Game 83, Mariners at Rangers
Joe Saunders vs. Justin Grimm, 5:05pm
So Joe Saunders last start, at home no less, could’ve gone better. Now he gets to pitch in Arlington, and while the Rangers aren’t a great hitting team (as you saw in Matthew’s series preview), they did knock Saunders around for 7 runs in less than five innings earlier this year. The Rangers have fared better against lefty starters this year, and the game time temperature will be in the mid-high 80s. On paper, it’s not a great match-up, and Saunders may sneak a glance at Rainiers box scores these days, with Erasmo Ramirez, Danny Hultzen and Brandon Maurer all a phone call away from taking his job.
Justin Grimm was a great story in April/May, with solid results and a great K:BB ratio, but he’s been knocked around in June. Of course, those of you with a good memory may point out that he faced the Mariners three times early on, compiling a 16:4 K:BB ratio in 16 1/3 innings, and then you notice that he’s faced Toronto, Boston, New York and Oakland in June and that’ll spare you the need to craft a narrative about how he’s “tiring” or “not used to the grind” of MLB. As you may recall, he throws a straight, 91-93mph fastball, a sinker, a change-up and a curve ball. Lefties have feasted on his sub-par change, while righties have enjoyed Grimm’s fastball (they’re slugging .613 on it), so Grimm’s not shown much in the way of platoon splits so far. His curveball’s been good, but he doesn’t throw it much when he’s behind in the count.
Grimm’s biggest problem this year has been sequencing. Like most pitchers, Grimm’s walk rate rises a bit with runners in scoring position. Pitchers often pitch around great hitters, and essentially trade OBP for power with men on base. With no one on, pitchers generally challenge hitters more, as a poor outcome doesn’t hurt them as much. Grimm’s got the slightly higher walk rate part of the equation down, but he appears confused about slugging with men on. With no one on, batters are slugging .436 off of him. With men on, that moves up to .526, and with RISP, it’s way up to .645. The samples here are absolutely miniscule, so this is more of a curiosity than anything. It’s tempting to point to problems pitching from the stretch as driving splits like these, but there have been too many cases (Brandon Morrow for one) where a pitcher has terrible men-on-base splits for 3, 4 years and then shuts down batters with men on for a year or two. It may not last, but the M’s should get a few runners on just to see what happens. If the M’s are lucky, Rangers pitching coach Mike Maddux has made these splits a point of emphasis, berating Grimm in front of his teammates for his lack of “guts” and for letting his team down, and Grimm can think of nothing else, his hands trembling in fear as he looks in for the catcher’s sign, each “you suck” from the crowd coming through loud and clear, and is the batboy laughing at me?, and the umpire’s been squeezing me the whole game.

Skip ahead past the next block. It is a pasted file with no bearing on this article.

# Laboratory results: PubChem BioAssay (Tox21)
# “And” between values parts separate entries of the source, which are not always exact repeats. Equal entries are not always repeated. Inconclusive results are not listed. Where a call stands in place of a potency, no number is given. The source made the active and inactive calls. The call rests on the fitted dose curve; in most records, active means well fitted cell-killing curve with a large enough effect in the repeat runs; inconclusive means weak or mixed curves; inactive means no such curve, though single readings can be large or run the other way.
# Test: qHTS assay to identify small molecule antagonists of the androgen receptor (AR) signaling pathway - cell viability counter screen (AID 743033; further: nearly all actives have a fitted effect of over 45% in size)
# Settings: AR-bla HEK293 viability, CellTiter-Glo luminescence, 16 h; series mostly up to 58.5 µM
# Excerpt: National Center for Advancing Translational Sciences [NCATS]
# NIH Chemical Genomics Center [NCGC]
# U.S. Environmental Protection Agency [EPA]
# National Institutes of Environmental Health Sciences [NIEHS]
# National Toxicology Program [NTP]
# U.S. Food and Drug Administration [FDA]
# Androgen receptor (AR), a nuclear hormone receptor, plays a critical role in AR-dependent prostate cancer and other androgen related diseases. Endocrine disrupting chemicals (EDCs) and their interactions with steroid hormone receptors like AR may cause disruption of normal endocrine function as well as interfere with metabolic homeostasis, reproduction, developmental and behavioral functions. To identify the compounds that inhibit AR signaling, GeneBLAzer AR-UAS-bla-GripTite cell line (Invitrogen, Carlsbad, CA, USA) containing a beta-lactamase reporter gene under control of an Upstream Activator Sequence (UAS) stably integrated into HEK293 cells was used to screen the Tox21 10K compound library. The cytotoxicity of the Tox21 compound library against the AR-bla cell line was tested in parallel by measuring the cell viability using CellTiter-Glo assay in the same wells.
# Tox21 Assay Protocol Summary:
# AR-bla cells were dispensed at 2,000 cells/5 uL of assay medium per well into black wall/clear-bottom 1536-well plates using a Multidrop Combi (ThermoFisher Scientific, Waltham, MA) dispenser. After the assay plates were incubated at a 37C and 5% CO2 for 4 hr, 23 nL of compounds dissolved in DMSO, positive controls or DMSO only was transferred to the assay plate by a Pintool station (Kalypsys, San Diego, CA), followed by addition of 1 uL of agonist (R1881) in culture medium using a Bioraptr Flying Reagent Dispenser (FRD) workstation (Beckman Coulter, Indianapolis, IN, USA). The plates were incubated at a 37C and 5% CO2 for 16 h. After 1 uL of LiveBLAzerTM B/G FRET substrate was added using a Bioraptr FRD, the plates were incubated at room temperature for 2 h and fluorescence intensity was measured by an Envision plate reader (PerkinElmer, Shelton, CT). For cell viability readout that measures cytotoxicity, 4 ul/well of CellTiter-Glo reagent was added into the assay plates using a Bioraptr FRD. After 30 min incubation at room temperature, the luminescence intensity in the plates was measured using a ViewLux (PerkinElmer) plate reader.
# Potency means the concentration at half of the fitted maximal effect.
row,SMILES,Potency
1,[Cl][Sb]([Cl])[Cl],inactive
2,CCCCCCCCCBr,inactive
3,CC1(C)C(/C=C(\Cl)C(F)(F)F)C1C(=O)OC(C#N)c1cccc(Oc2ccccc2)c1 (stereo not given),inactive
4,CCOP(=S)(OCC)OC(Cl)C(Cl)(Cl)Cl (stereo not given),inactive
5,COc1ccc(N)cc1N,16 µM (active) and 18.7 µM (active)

4: Morales (DH)
7: Ackley (CF)
SP: Joe Saunders
Good to see Ackley’s injury a few days ago wasn’t serious. While it looked initially like a severe wrist sprain, it was actually his thumb, and while it’ll be wrapped tonight, he’s obviously able to play.
So Taijuan Walker’s pretty good. Another AAA start, another win, and still no runs scored off the young righty. Like most people, I think it’d be good for him to get plenty of work in at AAA and see if he can improve the consistency of his cutter and curve. Like most people, I won’t mind too much if Walker makes a really strong case for an accelerated timeline, though. Danny Hultzen pitches tonight in Tacoma vs. Colorado Springs if you’d like to get out to a ballgame locally. Everett’s in Vancouver, for those up north.